Disney and Nick meet on live-action battlefield

Disney aims to weave ratings magic this fall
October 1, 2007

Disney aims to weave ratings magic this fall

Lay of the land: Disney Channel US is a 24-hour net that taps into the world of kids and families through original series and movies. It’s currently available on basic cable in more than 89 million US homes. Disney experienced a big growth with its girls audience in 2006, and live-action shows Hannah Montana and The Suite Life of Zack & Cody dominated the prime-time ratings with kids two to 11, according to Nielsen’s Q4 2006 numbers.

The goal: To top the runaway success of network original hits High School Musical, High School Musical 2 (which just brought in a record-breaking 17.2 million viewers with its August debut) and Hannah Montana, and continue to make ratings gains against Nickelodeon.

The strategy: ‘Live action has been a huge part of our success over the past few years,’ says Adam Bonnett, SVP of original series for Disney Channel, who has developed many of the net’s hit series, including Lizzie McGuire and That’s So Raven.

A former director of programming for rival net Nick, Bonnett says the formula for developing successful tween live action lies in creating a great hook and concept, as well as characters kids can relate to. But what differentiates Disney Channel live action from the competition? ‘We try to take our cues from Pixar, layering in levels of humor and comedy so that we have sophisticated content that works for a 14-year-old, but that also appeals to a six-year-old. That has helped our live action stand out and be unique. I don’t necessarily see that in the stuff our competitors are producing.’

And to create co-viewing opportunities, Disney Channel ensures that adult characters are front-and-center in its shows to deliver humor that parents can appreciate.

The standout: This fall, Disney Channel is hoping to cast some ratings magic with new live-action series Wizards of Waverly Place. Debuting this month, the half-hour series follows Alex Russo and her two brothers, Justin and Max, as they engage in typical family squabbles with one significant difference – they are all wizards-in-training, under the tutelage of their dad. Bonnett is banking on newcomer Selena Gomez (Alex), discovered by Disney in a nationwide talent search three years ago, to become the channel’s next breakout star.

Delivering eyeballs: Disney Channel plans to launch Wizards with its most ambitious consumer marketing campaign to date for a live-action series. The initiative targets multiple demos including girls, boys, tweens and families. An intensive television advertising campaign will be the major driver of an integrated off-channel marketing plan, which includes national print and radio advertising, as well as a broad-reaching online digital marketing component.

Nickelodeon puts more kids in the picture

Lay of the land: Nickelodeon has become the most-watched television network by kids in the US since its launch in 1979, and the net’s ‘kids first’ philosophy is the linchpin of its success. The brand has grown from a single channel to include a robust online offering through and broadband channel TurboNick, which gives kids a place where they can view their favorite Nick content, mash it up, play games, make playlists and become programmers in their own right. Thanks to strong gender-neutral series (SpongeBob SquarePants forever), the net has maintained its top spot with kids, but in the tween realm, it’s feeling the heat from Disney.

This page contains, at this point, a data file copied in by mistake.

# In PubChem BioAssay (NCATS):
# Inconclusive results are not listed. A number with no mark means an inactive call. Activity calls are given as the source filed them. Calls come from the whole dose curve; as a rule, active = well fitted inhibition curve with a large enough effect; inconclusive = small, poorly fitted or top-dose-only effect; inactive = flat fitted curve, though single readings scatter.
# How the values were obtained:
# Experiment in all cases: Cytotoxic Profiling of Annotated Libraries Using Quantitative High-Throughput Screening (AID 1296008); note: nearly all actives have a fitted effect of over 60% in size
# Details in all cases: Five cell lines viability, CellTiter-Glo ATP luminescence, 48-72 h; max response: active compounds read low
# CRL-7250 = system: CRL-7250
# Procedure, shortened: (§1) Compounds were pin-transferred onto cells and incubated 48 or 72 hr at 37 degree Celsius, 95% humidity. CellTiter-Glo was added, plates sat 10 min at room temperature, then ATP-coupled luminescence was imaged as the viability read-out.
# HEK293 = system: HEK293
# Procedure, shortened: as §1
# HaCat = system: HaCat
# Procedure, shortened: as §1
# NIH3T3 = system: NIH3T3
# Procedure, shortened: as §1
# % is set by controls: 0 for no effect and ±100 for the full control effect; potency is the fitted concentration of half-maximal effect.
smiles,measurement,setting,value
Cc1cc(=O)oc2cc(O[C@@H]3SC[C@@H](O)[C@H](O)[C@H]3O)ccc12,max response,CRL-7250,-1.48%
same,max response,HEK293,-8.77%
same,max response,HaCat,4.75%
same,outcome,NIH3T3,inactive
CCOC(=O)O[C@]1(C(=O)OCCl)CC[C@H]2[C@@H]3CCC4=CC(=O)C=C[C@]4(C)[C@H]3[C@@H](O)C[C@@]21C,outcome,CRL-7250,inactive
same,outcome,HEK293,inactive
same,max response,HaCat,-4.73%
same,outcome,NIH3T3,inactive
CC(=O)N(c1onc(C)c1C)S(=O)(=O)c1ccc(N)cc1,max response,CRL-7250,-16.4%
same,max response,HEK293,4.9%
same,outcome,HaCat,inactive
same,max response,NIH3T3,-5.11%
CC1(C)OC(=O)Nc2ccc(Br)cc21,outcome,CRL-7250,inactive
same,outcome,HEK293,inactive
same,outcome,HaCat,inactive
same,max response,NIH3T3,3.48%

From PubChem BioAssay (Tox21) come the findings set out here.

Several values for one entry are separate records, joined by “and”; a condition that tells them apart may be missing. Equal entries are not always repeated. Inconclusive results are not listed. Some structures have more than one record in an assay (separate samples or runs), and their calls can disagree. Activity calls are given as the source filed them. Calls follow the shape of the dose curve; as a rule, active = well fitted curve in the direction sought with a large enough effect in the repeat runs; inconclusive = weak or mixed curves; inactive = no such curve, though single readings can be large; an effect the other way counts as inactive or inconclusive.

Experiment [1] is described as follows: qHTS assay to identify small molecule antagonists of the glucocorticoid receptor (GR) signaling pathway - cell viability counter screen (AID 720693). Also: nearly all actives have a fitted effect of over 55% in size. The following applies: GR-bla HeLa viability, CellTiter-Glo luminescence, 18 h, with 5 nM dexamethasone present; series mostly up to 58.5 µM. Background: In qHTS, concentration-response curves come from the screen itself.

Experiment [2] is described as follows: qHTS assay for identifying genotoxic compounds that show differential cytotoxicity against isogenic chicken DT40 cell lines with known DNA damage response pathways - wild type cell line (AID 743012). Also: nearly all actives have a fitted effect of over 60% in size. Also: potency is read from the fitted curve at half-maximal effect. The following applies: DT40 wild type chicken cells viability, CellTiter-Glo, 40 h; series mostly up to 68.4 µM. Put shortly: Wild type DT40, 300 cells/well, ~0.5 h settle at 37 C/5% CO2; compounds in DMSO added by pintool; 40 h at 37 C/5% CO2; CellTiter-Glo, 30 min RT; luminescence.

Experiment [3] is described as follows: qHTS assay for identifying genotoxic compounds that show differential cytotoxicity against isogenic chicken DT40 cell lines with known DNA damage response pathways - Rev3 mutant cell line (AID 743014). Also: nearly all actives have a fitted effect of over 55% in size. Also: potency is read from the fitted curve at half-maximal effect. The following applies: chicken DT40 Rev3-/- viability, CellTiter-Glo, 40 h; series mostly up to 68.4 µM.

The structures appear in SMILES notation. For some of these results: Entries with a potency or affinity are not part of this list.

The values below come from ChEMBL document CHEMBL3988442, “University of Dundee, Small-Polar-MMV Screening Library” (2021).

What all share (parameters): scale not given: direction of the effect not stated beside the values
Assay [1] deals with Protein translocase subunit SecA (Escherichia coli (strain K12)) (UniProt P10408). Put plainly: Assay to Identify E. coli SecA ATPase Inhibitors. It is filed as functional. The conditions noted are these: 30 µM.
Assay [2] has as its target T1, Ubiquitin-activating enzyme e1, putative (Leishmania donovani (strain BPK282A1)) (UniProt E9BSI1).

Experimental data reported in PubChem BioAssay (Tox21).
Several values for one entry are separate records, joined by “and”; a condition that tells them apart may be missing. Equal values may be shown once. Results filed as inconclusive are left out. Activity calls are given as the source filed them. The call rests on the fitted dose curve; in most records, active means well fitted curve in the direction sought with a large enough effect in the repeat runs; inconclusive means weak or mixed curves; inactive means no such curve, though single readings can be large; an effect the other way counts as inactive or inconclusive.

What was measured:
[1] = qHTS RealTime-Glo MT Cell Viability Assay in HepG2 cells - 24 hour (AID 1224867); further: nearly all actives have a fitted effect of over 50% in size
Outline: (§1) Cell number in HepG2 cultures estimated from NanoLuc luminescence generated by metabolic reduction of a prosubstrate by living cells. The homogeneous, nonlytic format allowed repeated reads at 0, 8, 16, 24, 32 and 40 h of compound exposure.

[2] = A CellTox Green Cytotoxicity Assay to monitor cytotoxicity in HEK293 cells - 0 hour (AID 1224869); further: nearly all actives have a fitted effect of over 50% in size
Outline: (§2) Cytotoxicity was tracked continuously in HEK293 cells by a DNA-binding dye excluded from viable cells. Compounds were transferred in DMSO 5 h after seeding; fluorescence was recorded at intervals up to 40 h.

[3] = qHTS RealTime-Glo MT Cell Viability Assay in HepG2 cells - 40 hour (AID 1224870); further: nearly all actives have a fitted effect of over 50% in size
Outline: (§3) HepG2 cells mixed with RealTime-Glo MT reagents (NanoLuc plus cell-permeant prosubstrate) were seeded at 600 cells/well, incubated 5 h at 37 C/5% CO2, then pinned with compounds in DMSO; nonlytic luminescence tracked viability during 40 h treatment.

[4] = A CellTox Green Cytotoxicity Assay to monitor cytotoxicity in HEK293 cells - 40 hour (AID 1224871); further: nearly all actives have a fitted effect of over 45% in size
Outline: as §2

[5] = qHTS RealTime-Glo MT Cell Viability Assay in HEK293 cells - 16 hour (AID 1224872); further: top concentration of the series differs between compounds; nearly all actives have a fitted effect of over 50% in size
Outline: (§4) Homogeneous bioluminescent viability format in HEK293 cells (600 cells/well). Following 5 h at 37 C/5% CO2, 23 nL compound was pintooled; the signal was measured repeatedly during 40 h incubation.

The goal: To ensure that the network’s ‘kids first’ positioning remains relevant and credible by creating unique and engaging connections with its audience on the platforms they care about.

The strategy: Nickelodeon continues its efforts to create breakout stars with new show iCarly, headlined by Miranda Cosgrove, who also plays Drake and Josh’s little sister. It is interesting to note that both Drake Bell and Josh Peck got their start on another Nick series, The Amanda Show, which propelled Amanda Bynes to stardom.

‘We love Miranda Cosgrove, and hitmaker Dan Schneider (Drake and Josh, Zoey 101, The Amanda Show) came up with an innovative idea of including user-generated content in the body of the show,’ says Marjorie Cohn, Nickelodeon’s EVP of original programming and development. ‘The pitch and catch between TV and the net seemed fun, plus Miranda and her co-stars Jennette McCurdy, Nathan Kress and Jerry Trainor are magic together.’

In keeping with another Nick strategy to be a first-mover and innovator, iCarly (which debuted on TEENick on September 8 at 8 p.m.) breaks ground by directing kids to to post original content, which will either be scripted into future episodes or featured on Carly’s webcasts.

Nick is betting that allowing kids to showcase their own content and shape the direction of the show will create a deep brand connection and sense of empowerment, hopefully resulting in ratings magic.

The standout: iCarly follows the online adventures of Carly Shay, a teen who clicks with kids everywhere as she hosts her own homegrown webcast. The online audience clamors for more as Carly and her sidekick Sam feature everything from comedy sketches and talent contests, to interviews and cooking recipes on their show.

Delivering the eyeballs: Nick is promoting iCarly through a partnership with Teen Vogue. The initiative includes advertising in the October issue of the magazine, a value-added piece called Chic Clique, a sizzle tape on and dedicated text messages sent through the Teen Vogue mobile phone network. The show has also been supported through an outdoor ad in Times Square, and is in heavy promotion rotation across Nick’s online assets.

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